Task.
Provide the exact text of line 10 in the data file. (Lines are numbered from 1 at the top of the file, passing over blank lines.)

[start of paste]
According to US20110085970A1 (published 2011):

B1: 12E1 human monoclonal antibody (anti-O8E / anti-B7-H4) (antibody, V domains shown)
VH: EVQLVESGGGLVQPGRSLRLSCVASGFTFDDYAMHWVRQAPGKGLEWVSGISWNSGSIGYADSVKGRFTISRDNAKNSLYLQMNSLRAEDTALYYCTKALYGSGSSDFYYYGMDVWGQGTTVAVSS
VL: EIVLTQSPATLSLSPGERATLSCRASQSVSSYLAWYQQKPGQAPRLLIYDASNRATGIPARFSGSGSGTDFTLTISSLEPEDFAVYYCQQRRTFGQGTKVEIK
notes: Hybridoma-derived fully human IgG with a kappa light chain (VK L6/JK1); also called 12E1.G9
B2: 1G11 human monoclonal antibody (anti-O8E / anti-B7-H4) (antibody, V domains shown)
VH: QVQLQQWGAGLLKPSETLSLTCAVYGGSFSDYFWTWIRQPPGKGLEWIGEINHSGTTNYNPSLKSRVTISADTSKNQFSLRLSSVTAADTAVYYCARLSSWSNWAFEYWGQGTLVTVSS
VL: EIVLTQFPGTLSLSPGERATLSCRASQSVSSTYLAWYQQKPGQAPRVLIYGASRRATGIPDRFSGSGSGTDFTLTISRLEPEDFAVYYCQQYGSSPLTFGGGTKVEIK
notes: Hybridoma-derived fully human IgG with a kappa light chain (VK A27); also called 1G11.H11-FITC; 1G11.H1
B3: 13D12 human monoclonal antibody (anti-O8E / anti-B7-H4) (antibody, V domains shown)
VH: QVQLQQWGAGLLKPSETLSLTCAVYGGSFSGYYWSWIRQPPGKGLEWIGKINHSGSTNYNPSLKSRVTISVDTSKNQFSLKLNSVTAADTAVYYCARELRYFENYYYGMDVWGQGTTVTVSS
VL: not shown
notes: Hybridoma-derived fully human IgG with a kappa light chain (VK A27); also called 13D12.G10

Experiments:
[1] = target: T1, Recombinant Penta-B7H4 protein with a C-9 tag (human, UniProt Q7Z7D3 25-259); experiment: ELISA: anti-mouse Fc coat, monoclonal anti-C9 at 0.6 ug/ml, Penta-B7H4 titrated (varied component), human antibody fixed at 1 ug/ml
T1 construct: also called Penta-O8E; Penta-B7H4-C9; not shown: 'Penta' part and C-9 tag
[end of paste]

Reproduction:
B3: 13D12 human monoclonal antibody (anti-O8E / anti-B7-H4) (antibody, V domains shown)